Research in positive psychology has shown that positive emotions initiate beneficial processes, culminating in quality of life. Tourism research has suggested that leisure travel is a substantial source of positive emotions. These two areas of research have not connected, however, leaving the processes that foster and follow from positive emotions in the leisure travel context relatively unknown. The purpose of this dissertation is to explain positive emotions associated with leisure travel in terms of their development over time and in terms of the processes that link social contexts to positive emotions.
The population studied is mature adults (individuals over the age of 45). Mature adults are an important and lucrative travel market, as well as a population segment that enjoys elevated levels of positive emotions. This dissertation uses a mixed-method approach that combines psychographic and ethnographic perspectives to study the positive emotions of mature adults in two leisure travel experiences. The dissertation is formatted as two article manuscripts.
The first manuscript focuses on the processes linking mature adult leisure travelers’ social contexts to positive emotions. Socioemotional selectivity theory is the conceptual foundation. This manuscript takes an interpretive ethnographic method approach, using fieldnotes from participant observation of the two experiences studied as well as conversations with key informants. Findings include four processes: amusement from humor, warmth from friendship, interest in activities, and sublime reactions to loss. These findings reveal the importance of social contexts to positive emotions and suggest that norms among communities of leisure travelers and meaningful, personally relevant activities and interpretations foster emotionally positive leisure travel experiences.
The second manuscript focuses on the day-to-day development of positive emotions before, during, and after leisure travel. This manuscript uses a psychometric method perspective, modeling overall positive emotions as well as love, joy, interest, and contentment with mixed-effects linear equations based on the peak model of positive emotion in leisure travel. The peak model suggests that positive emotions increase before leisure travel, remain elevated during, and decline after. Findings were consistent with the peak model for positive emotions overall, joy, and interest.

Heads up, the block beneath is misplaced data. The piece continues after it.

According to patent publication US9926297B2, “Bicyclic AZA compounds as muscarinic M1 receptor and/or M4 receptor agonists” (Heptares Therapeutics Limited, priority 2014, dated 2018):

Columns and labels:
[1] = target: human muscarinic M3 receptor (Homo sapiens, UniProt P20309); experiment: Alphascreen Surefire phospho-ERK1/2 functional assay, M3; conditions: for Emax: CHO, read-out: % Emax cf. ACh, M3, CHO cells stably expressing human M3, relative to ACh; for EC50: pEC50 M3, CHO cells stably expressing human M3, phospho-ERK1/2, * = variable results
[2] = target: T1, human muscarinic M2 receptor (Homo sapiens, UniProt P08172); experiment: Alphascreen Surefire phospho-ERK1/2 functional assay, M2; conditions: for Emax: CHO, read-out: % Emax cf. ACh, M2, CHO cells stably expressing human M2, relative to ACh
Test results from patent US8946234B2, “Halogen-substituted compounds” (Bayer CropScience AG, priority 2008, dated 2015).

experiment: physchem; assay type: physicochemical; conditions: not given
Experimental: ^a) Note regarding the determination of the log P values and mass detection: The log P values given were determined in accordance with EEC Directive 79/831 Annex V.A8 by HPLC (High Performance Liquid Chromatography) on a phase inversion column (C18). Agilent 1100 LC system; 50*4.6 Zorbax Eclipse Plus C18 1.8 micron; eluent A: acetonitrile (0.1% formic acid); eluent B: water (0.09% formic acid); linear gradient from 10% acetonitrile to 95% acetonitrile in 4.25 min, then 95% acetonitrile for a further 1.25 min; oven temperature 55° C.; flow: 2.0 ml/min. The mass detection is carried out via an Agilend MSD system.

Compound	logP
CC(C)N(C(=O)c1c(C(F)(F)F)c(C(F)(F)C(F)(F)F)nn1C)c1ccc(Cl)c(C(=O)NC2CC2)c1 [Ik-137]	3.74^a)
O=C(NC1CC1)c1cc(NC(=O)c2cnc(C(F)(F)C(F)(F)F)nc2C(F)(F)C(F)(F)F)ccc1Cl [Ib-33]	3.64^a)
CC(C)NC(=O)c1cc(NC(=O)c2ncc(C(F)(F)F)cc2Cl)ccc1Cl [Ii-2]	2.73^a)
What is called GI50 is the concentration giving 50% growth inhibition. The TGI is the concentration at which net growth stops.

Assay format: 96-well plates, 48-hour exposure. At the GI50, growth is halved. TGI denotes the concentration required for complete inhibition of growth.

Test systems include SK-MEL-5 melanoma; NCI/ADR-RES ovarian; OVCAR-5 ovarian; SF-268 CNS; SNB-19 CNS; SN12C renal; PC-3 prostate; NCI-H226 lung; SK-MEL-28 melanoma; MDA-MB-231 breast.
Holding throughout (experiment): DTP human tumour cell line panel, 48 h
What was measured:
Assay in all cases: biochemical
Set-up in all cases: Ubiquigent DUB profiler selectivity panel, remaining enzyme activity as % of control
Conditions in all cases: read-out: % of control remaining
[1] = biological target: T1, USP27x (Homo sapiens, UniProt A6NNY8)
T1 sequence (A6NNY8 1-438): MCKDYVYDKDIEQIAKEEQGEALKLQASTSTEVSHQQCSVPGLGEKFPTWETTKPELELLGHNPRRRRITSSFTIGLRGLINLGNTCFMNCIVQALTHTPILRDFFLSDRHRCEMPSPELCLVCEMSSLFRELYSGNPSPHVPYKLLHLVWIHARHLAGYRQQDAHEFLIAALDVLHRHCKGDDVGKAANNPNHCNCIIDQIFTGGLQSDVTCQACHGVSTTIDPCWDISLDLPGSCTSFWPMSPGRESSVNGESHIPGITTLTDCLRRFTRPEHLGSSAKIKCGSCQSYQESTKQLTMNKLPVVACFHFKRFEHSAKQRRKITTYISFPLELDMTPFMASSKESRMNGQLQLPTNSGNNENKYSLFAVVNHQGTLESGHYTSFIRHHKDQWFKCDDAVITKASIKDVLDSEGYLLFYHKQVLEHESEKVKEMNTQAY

As a whole, the findings of this dissertation carry several theoretical and practical implications. The findings confirm that leisure travel is emotionally positive and contribute to existing knowledge the specific importance of joy, interest, contentment, awe, and amusement. Also, the findings specific to the processes of friendship form a contrast to socioemotional selectivity theory, showing that mature adults engage new friendships as well as established ones. The findings also suggest that in future intervention studies positive psychologists should pursue leisure travel as a context where individuals’ positive emotions may be increased. Finally, the findings suggest that fostering positive emotions before and after leisure travel may further improve the value of leisure travel experiences.